Uncovering the molecular mechanism of the amyloid cascade
Despite the regrettable failure of several -amyloid (A) based therapies to show benefit for the disease, A is still widely held to be the causative agent of Alzheimer’s disease. The major objective of this project was to obtain a better understanding of the molecular processes activated by A that drive Alzheimer’s disease. The aim being to identify novel, tractable therapeutic targets against which drugs can be developed to effectively combat the disease.
This project has now been completed and the data we generated during it, along with accumulating evidence from others, strongly supports our view that the wnt-Planar Cell Polarity (wnt-PCP) pathway is an important mediator of many important aspects of A neurotoxicity. This project has progressed our understanding of the Alzheimer’s disease process at the molecular level, particularly in regard of the synaptic effects of A. It has thus strengthened the case for the continued investigation of the A induced wnt-PCP pathway as it will most certainly increase our understanding of the disease further and identify useful novel therapeutic targets. In the interim this pathway-driven approach has uncovered three good candidate classes of drugs for further evaluation for repurposing for Alzheimer’s disease.
Why carry out the research?
A great deal is known about Alzheimer’s disease, whilst at the same time some very important things about the disease remain enigmatic. A crucial gap in our understanding is the basic cause of the disease, or specifically the link between senile plaques (composed of -amyloid) and neurofibrilary tangles (formed from hyperphophosphorylated tau protein). In some way A is believed to cause tangle formation to occur and it is the tangles (or more likely toxic soluble forms of tau) which then kill neurons and damage the brain. This concept, widely accepted by the field, is known as the amyloid cascade hypothesis, and was first put forward by Hardy and Higgins in 1992. If we could understand the mechanism through which A causes this to happen we would have a better idea about the mechanism of the disease, which would put us in a much better position to then find ways to attack it.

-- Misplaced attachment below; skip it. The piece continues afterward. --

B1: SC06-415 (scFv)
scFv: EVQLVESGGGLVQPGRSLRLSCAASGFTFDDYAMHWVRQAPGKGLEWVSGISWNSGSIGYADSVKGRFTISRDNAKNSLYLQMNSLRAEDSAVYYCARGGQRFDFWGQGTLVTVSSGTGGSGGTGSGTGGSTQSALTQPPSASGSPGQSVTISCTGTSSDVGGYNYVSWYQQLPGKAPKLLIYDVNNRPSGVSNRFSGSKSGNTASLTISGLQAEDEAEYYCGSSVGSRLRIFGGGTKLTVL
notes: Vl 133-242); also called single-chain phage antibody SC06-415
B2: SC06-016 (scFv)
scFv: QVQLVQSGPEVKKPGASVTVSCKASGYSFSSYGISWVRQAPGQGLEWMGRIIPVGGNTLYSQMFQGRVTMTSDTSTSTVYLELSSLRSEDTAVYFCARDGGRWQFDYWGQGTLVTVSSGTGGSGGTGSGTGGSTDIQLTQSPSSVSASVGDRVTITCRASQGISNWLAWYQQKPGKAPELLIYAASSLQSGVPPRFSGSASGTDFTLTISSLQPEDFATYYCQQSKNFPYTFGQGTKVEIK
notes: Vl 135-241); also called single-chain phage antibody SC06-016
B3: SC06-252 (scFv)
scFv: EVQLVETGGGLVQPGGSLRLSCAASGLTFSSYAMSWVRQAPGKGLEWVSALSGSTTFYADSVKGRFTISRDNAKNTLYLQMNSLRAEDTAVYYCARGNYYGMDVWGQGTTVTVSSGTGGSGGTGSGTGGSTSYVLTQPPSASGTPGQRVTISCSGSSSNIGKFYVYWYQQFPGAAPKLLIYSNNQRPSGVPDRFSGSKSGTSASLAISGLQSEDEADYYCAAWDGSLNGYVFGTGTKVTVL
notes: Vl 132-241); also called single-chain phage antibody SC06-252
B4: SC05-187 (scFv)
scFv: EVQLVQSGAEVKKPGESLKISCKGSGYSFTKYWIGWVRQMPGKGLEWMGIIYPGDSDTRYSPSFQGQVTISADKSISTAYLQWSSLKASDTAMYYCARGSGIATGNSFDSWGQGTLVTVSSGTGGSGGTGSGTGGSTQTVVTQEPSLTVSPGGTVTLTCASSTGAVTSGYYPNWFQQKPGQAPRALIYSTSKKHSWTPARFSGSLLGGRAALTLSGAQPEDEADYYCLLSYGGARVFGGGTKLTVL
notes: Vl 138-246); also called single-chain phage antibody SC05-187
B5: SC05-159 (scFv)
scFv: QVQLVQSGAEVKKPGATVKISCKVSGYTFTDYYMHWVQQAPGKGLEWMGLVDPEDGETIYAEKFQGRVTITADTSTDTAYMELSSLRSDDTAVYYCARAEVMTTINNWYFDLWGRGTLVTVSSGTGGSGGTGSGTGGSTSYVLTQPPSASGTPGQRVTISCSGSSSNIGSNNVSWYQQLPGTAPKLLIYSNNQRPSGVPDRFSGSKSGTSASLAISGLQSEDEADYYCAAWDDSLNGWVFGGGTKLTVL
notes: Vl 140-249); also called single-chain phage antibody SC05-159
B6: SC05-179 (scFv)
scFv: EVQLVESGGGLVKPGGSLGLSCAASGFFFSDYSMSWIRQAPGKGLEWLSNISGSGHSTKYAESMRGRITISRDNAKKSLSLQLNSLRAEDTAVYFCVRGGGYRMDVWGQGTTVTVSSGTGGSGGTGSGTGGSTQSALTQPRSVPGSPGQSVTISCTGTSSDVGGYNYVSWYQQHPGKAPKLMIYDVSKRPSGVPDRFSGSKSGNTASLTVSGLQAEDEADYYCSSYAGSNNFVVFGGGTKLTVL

We believe we have, at last, begun to uncover the sequence of events A sets into motion, which result in the damaging effects upon tau and also the effects of A on the connections between neurons, the synapses, that then lead to dementia.
How was the research carried out?
We used several different approaches in the study. Our main working model being rat primary neuronal cultures with measures taken of endogenous gene expression levels by qRT-PCR and levels, activation states and subcellular localisation of pathway component and pathway target proteins by immunoblotting and immunocytochemistry. We also examined genes and proteins in mouse, rat and human brain tissue samples and also used bioinformatic approaches and large publicly available data sets of Alzheimer’s disease brain transcriptomic data.
More recently we have begun using confocal microscopy to measure synaptic morphology following A and Dkk1 treatments.
Where did it happening?
Work was performed at the Institute of Psychiatry and with a number of collaborators in the UK.
Who was involved?
Dr Richard Killick, Dr Elena Ribe and Professor Simon Lovestone.
What was the timescale?
This was a three year project funded by the Alzheimer’s Society and BUPA.
The project was completed in March 2014.
To find out more
Dr Richard Killick